2. Click on the Form fields tab
  3. Select the form field that contains the placeholder (in this example, the main KeePass username field)
  4. Click on the Edit button
  5. Click on the Enable radio button

Then click OK until you’re back to the main KeePass window and save the changes to your database.

The following screenshots courtesy of @proxymus illustrate the main steps in the process.


Finding entries that contain placeholders

To aid with migration from KeePass 1.7 or earlier, you may want to find all entries that contain placeholders.

We’re not aware of any specific support for this functionality within KeePass but using a regular expression in the find window should get you pretty close:

You could also search “Other fields” but this will find all entries with Kee configuration data (and probably that of other KeePass plugins too) so if you need to do this, you will most likely need to build some far more complex regular expressions to ensure you don’t have an unmanageable number of false positive matches.



Setting up 2FA/MFA code auto-completion for a website typically involves a modification to your entry (per the instructions in the comment below) or the creation of a new entry that’s specific to the TOTP form field.

In many cases (e.g. Google, GitHub, etc.) you will also need to add a whitelist entry to Kee so that it knows that you want this field to be treated in a similar way to a username or password field. This essentially overrides the protections that normally prevent Kee from filling usernames and email addresses into search boxes (for example). See: Documentation about whitelisting and some screehshots specific to configuring a whitelist entry for {TOTP}.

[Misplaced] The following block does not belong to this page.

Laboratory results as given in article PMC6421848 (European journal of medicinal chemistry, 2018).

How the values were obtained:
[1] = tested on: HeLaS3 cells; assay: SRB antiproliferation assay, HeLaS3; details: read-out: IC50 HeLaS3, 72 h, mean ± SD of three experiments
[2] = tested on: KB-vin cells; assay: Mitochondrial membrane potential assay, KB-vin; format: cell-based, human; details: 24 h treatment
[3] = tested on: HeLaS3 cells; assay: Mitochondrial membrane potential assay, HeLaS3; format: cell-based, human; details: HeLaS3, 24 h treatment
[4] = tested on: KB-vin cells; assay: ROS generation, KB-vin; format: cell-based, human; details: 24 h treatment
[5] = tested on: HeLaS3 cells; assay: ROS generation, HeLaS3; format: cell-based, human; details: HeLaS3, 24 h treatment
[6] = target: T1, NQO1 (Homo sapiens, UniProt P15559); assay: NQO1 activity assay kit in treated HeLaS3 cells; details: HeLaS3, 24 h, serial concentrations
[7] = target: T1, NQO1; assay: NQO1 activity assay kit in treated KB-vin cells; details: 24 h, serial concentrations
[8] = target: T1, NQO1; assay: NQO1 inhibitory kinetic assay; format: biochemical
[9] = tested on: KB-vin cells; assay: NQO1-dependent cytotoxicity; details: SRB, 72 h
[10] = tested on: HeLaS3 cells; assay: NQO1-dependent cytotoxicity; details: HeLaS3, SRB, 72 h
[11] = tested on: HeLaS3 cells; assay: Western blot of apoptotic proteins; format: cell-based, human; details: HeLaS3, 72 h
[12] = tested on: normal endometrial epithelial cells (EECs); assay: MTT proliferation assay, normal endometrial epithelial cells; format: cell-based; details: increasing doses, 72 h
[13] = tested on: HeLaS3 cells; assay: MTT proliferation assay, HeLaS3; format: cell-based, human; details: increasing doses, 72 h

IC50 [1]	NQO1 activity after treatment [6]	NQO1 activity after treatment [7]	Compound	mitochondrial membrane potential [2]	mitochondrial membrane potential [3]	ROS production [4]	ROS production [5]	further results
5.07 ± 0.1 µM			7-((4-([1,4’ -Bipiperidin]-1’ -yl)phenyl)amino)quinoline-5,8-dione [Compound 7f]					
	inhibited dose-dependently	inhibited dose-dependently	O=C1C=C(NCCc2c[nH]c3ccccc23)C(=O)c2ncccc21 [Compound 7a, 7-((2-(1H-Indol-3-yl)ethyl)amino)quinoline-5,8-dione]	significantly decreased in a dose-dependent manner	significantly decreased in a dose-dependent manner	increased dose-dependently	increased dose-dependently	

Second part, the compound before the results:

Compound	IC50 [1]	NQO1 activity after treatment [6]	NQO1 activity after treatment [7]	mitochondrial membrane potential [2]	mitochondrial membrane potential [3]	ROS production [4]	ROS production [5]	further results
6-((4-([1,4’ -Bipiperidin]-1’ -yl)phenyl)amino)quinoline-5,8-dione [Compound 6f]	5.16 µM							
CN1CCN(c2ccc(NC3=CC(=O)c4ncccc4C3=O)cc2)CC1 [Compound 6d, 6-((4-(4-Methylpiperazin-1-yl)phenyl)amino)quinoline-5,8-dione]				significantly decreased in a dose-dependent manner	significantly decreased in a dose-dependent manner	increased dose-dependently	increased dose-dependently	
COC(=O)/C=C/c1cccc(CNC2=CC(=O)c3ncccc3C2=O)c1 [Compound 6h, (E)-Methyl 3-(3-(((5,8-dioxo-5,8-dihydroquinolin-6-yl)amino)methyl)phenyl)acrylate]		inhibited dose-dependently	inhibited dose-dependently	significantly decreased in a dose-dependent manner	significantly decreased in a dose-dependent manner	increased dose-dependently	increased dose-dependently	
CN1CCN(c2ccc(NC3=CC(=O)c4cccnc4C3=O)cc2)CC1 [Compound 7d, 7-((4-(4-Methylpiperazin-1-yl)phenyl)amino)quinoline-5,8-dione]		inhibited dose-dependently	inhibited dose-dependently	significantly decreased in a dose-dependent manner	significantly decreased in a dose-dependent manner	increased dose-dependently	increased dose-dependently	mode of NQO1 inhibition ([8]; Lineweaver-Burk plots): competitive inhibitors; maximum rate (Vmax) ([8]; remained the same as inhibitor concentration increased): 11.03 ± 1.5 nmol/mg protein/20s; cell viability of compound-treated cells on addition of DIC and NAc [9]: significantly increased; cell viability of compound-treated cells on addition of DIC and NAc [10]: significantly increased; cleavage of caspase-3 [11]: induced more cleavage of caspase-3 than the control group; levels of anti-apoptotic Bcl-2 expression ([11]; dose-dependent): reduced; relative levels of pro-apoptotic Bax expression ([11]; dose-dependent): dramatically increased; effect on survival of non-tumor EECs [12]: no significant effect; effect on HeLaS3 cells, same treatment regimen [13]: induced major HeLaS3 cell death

TODO: Better examples, screenshots, etc.

So this is why the placeholders entries I have set up to use the credentials from one “master” account entry across several domains (each with a different URL having “single sign on”) stopped working. Kee(Fox) entered the literal field ref {REF:U:xxxx} instead of my username and password after updating to 1.8
Enabling “KeePass placeholders” for the entire database did the trick. But I do not want to disregard the warnings… so what would be the trick to enable the placeholders for individual form fields? (I guess I am just requesting to do the TODO :slight_smile: )


I’ve filled in the TODO for the individual form field configuration section now.